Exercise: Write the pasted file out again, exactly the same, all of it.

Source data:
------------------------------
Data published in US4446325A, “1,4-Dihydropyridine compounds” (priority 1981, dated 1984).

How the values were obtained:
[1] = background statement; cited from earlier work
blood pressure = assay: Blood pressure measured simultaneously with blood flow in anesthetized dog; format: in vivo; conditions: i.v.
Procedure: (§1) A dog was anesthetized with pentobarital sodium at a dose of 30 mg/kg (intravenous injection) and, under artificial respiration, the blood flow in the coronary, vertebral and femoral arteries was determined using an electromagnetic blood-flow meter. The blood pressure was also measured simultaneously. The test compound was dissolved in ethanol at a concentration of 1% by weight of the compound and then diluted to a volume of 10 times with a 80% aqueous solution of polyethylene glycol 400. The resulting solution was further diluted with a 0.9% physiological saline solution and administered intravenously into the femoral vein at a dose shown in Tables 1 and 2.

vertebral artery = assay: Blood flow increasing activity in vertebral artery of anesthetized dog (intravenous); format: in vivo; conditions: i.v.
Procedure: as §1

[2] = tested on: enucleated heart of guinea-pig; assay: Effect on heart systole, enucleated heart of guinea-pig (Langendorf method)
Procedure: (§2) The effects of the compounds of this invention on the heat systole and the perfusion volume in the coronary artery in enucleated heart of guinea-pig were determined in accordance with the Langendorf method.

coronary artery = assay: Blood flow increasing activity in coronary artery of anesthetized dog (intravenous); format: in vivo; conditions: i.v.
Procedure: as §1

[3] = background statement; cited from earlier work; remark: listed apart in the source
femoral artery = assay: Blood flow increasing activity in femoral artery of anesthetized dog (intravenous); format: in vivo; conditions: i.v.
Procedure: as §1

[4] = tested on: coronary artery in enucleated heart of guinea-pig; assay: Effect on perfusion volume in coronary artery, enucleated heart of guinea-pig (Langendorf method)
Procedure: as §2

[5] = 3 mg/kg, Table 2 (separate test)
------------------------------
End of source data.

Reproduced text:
Data published in US4446325A, “1,4-Dihydropyridine compounds” (priority 1981, dated 1984).

How the values were obtained:
[1] = background statement; cited from earlier work
blood pressure = assay: Blood pressure measured simultaneously with blood flow in anesthetized dog; format: in vivo; conditions: i.v.
Procedure: (§1) A dog was anesthetized with pentobarital sodium at a dose of 30 mg/kg (intravenous injection) and, under artificial respiration, the blood flow in the coronary, vertebral and femoral arteries was determined using an electromagnetic blood-flow meter. The blood pressure was also measured simultaneously. The test compound was dissolved in ethanol at a concentration of 1% by weight of the compound and then diluted to a volume of 10 times with a 80% aqueous solution of polyethylene glycol 400. The resulting solution was further diluted with a 0.9% physiological saline solution and administered intravenously into the femoral vein at a dose shown in Tables 1 and 2.

vertebral artery = assay: Blood flow increasing activity in vertebral artery of anesthetized dog (intravenous); format: in vivo; conditions: i.v.
Procedure: as §1

[2] = tested on: enucleated heart of guinea-pig; assay: Effect on heart systole, enucleated heart of guinea-pig (Langendorf method)
Procedure: (§2) The effects of the compounds of this invention on the heat systole and the perfusion volume in the coronary artery in enucleated heart of guinea-pig were determined in accordance with the Langendorf method.

coronary artery = assay: Blood flow increasing activity in coronary artery of anesthetized dog (intravenous); format: in vivo; conditions: i.v.
Procedure: as §1

[3] = background statement; cited from earlier work; remark: listed apart in the source
femoral artery = assay: Blood flow increasing activity in femoral artery of anesthetized dog (intravenous); format: in vivo; conditions: i.v.
Procedure: as §1

[4] = tested on: coronary artery in enucleated heart of guinea-pig; assay: Effect on perfusion volume in coronary artery, enucleated heart of guinea-pig (Langendorf method)
Procedure: as §2

[5] = 3 mg/kg, Table 2 (separate test)